Pompeo Launches Dialogue with EU on the Shared Threats from China

Chinese soldiers march with the national flag (C), flanked by the flags of the Communist Party of China (R) and the People's Liberation Army (L) during a military parade at Tiananmen Square in Beijing on October 1, 2019, to mark the 70th anniversary of the founding of the People's Republic …
GREG BAKER/AFP/Getty Images

Secretary of State Michael Pompeo recently launched a dialogue between the United States and the European Union on the challenges and threats posed by the Chinese Communist Party — a signal to Beijing that the U.S. is not alone in its growing concerns.

The launch of the dialogue — a new channel for discussion and information-sharing — is also significant, given Europe’s general uneasiness about standing up to China.

Pompeo announced the dialogue during a video discussion at the German Marshall Fund’s June 25 Brussels Forum, where he talked about the common threat the West faces from China.

“I’m pleased to announce that the United States has accepted [EU High Representative and Vice President] Josep Borell’s proposal to create a U.S.-E.U. dialogue on China. I’m excited about this,” he said.

“My invitation to America’s friends in Europe is to defend these values in our time. that they may shape the world for the good of the future, just as they have done in the past. We’ll defend these values together,” he said.

Pompeo said he recently spoke with EU foreign ministers on the many challenges China poses to the West.

He cited its military’s provocative actions and continued aggression in the South China Sea, its deadly confrontation with Indian troops, its opaque nuclear program, and threats against peaceful neighbors.

Furthermore, he said, the CCP has broken international commitments, including to the World Health Organization, the World Trade Organization, the United Nations, and the people of Hong Kong, a former British protectorate.

He slammed the CCP’s “predatory economic practices, such as forcing nations to do business with Huawei, an arm of the CCP’s surveillance state,” and its violations of European sovereignty, such as  its brow-beating of HSBC.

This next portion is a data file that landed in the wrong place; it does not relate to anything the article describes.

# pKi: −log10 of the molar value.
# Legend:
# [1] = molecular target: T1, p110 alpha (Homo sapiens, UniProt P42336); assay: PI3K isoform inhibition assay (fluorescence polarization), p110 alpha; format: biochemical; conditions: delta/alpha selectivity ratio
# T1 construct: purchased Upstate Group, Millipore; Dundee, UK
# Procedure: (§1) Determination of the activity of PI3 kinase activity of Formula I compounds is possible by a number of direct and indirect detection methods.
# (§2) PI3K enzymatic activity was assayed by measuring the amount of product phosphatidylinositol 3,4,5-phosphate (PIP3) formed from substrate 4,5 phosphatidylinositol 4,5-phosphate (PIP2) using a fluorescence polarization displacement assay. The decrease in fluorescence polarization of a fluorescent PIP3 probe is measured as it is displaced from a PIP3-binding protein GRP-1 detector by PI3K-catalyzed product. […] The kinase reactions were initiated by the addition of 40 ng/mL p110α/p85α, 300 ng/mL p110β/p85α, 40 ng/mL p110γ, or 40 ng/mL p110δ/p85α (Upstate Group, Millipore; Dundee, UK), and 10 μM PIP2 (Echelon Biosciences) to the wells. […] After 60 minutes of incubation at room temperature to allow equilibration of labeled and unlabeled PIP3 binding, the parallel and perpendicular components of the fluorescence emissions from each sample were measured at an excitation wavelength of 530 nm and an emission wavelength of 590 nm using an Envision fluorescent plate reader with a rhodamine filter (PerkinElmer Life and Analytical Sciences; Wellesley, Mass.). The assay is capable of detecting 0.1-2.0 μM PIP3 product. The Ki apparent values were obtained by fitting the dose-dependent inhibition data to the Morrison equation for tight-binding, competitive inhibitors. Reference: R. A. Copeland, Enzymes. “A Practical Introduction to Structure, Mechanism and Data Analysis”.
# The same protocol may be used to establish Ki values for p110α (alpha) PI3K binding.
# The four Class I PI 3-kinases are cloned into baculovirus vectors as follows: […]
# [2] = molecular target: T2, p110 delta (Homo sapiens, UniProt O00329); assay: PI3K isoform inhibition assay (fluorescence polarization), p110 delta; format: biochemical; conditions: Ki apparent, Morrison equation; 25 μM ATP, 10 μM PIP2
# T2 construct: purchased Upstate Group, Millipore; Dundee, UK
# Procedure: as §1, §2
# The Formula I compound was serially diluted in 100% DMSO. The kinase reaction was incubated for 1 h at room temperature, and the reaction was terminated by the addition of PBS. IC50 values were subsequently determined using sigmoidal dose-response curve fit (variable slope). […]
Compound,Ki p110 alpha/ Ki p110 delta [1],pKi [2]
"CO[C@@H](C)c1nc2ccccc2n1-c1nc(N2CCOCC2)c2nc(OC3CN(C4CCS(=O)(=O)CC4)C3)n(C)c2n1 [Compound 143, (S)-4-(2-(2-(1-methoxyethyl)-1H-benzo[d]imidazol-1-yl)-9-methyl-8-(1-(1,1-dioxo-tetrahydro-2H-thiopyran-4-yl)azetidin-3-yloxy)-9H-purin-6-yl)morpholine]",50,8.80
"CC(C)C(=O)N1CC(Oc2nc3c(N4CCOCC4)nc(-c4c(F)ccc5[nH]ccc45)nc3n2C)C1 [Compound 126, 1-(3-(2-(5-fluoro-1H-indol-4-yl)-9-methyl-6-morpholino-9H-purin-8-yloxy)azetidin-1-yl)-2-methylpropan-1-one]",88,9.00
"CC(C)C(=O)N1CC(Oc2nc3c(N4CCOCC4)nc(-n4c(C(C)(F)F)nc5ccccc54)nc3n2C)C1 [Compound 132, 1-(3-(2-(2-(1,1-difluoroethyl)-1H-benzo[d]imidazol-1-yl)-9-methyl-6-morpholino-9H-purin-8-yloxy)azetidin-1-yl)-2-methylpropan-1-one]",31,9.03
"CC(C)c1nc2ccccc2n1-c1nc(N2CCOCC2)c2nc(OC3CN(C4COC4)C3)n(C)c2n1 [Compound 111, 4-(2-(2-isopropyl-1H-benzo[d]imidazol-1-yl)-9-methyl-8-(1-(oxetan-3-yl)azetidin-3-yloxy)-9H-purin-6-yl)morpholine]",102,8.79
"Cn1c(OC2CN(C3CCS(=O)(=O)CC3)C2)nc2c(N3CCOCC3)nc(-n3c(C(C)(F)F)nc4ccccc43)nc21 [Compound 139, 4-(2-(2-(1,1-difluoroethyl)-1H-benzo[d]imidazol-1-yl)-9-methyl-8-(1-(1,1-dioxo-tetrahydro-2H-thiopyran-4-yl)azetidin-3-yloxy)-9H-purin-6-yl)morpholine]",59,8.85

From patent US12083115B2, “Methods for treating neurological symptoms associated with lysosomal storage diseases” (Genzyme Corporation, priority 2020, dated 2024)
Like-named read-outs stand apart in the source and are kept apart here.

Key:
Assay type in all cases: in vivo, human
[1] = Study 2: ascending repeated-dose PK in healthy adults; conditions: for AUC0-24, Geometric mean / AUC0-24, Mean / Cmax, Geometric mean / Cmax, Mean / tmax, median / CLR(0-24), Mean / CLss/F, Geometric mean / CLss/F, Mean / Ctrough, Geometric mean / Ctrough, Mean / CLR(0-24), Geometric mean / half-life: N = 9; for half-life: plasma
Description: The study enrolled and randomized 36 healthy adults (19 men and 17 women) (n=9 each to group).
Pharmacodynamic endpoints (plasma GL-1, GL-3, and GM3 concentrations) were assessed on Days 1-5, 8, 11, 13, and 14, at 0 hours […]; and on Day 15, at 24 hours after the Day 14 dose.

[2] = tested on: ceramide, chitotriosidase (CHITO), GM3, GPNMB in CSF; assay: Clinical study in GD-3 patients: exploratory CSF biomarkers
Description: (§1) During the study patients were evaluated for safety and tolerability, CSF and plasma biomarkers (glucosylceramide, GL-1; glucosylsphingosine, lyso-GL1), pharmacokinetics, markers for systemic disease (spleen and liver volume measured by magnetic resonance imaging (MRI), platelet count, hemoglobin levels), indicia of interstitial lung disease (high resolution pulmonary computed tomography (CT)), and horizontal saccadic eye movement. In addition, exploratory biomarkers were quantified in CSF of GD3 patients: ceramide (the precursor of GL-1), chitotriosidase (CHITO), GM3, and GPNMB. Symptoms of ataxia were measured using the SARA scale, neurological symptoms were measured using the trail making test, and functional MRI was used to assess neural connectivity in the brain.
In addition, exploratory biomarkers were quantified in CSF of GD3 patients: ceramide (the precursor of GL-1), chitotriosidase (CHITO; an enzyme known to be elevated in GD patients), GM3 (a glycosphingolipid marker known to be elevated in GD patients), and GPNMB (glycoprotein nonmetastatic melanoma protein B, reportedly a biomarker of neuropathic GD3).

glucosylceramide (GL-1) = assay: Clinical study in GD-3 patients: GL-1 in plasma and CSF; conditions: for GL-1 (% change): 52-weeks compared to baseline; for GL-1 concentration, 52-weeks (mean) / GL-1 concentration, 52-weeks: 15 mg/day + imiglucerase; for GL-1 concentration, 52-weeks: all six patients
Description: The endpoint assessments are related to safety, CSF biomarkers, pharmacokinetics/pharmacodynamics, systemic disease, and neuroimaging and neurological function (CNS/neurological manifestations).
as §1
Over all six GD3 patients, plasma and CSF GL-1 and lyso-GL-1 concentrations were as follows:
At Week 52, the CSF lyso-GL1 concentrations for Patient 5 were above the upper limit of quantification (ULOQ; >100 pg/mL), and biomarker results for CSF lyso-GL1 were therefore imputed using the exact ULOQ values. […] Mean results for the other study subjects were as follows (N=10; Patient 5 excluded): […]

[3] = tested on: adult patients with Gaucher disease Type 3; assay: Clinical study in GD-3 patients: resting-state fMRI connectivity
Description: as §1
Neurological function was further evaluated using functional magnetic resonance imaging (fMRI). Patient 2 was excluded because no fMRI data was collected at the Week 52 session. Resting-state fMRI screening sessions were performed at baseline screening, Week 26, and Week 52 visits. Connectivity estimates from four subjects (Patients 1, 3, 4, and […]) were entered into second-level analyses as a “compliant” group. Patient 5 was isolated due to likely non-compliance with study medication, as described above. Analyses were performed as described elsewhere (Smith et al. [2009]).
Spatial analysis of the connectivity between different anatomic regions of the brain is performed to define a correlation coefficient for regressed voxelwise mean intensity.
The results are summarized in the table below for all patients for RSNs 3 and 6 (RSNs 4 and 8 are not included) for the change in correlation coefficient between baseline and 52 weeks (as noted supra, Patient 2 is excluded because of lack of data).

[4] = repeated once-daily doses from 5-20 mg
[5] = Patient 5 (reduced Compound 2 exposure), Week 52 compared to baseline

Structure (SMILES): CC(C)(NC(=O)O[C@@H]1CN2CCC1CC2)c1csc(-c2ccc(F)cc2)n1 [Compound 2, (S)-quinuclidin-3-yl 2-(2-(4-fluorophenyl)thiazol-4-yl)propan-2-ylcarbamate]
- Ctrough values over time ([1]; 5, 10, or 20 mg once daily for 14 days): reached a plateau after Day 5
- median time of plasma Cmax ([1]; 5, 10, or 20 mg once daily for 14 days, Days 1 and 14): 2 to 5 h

He also added “Beijing’s legion human rights abuses, which continue to shock us all.”

However, Europe’s “awakening” to the threat China poses came with the CCP’s coverup of the coronavirus, which has killed hundreds of thousands across the world.

“Europeans, like Americans, are starting to find their voice,” he said. “There is a transatlantic awakening to the truth of what’s happening.”

Pompeo said he expected the dialogue to start in the coming week and continue into the future.

Pompeo acknowledged there will be challenges on confronting China in Europe, where similar to the U.S., business communities who make money in China would urge for “calm” and accepting “an increasingly belligerent CCP.”

He said European leaders should not stand up to China for the U.S. — but for themselves, citing Chinese intellectual property theft from European nations and the harm it does to their economies and workers.

“My message today is this: We have to work together to continue the transatlantic awakening to the China challenge, the interest of preserving our free societies is our prosperity and our future,” he said.

“It won’t be easy. It’s particularly tempting for many, particularly those in our business communities who make money in China, to say we must calm tensions and increasingly accept an increasingly belligerent CCP,” he said.

“That’s nonsense. I don’t accept that argument,” he said. “There is no compromise between freedom and authoritarianism. I don’t want the future to be shaped by the CCP.”

“This isn’t the United States confronting China…the world is now confronting China,” he said. “This isn’t the United States and the United States alone.”

 

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